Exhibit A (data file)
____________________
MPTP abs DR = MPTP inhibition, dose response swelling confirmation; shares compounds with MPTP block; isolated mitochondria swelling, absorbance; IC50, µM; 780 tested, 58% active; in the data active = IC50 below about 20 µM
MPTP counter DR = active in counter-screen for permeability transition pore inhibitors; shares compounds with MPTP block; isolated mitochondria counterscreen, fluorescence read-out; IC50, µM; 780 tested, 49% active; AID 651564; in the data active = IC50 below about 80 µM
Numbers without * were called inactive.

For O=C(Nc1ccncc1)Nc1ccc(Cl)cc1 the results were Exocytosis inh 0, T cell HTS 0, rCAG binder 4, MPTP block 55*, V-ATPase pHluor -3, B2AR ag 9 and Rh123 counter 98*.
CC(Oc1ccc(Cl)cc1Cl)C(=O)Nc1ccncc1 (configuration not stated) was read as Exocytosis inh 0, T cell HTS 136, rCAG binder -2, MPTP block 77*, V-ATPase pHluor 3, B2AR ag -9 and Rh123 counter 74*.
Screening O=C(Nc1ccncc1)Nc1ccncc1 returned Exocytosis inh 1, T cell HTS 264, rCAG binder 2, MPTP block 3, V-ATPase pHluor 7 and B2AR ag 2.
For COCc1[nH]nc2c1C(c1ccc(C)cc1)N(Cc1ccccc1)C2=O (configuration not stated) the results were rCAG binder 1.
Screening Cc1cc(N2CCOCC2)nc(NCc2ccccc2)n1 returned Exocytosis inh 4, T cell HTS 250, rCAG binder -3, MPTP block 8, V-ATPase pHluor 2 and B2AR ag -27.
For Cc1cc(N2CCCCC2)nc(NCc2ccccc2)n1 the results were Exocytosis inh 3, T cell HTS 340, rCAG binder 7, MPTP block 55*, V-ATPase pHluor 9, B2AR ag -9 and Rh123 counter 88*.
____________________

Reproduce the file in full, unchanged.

MPTP abs DR = MPTP inhibition, dose response swelling confirmation; shares compounds with MPTP block; isolated mitochondria swelling, absorbance; IC50, µM; 780 tested, 58% active; in the data active = IC50 below about 20 µM
MPTP counter DR = active in counter-screen for permeability transition pore inhibitors; shares compounds with MPTP block; isolated mitochondria counterscreen, fluorescence read-out; IC50, µM; 780 tested, 49% active; AID 651564; in the data active = IC50 below about 80 µM
Numbers without * were called inactive.

For O=C(Nc1ccncc1)Nc1ccc(Cl)cc1 the results were Exocytosis inh 0, T cell HTS 0, rCAG binder 4, MPTP block 55*, V-ATPase pHluor -3, B2AR ag 9 and Rh123 counter 98*.
CC(Oc1ccc(Cl)cc1Cl)C(=O)Nc1ccncc1 (configuration not stated) was read as Exocytosis inh 0, T cell HTS 136, rCAG binder -2, MPTP block 77*, V-ATPase pHluor 3, B2AR ag -9 and Rh123 counter 74*.
Screening O=C(Nc1ccncc1)Nc1ccncc1 returned Exocytosis inh 1, T cell HTS 264, rCAG binder 2, MPTP block 3, V-ATPase pHluor 7 and B2AR ag 2.
For COCc1[nH]nc2c1C(c1ccc(C)cc1)N(Cc1ccccc1)C2=O (configuration not stated) the results were rCAG binder 1.
Screening Cc1cc(N2CCOCC2)nc(NCc2ccccc2)n1 returned Exocytosis inh 4, T cell HTS 250, rCAG binder -3, MPTP block 8, V-ATPase pHluor 2 and B2AR ag -27.
For Cc1cc(N2CCCCC2)nc(NCc2ccccc2)n1 the results were Exocytosis inh 3, T cell HTS 340, rCAG binder 7, MPTP block 55*, V-ATPase pHluor 9, B2AR ag -9 and Rh123 counter 88*.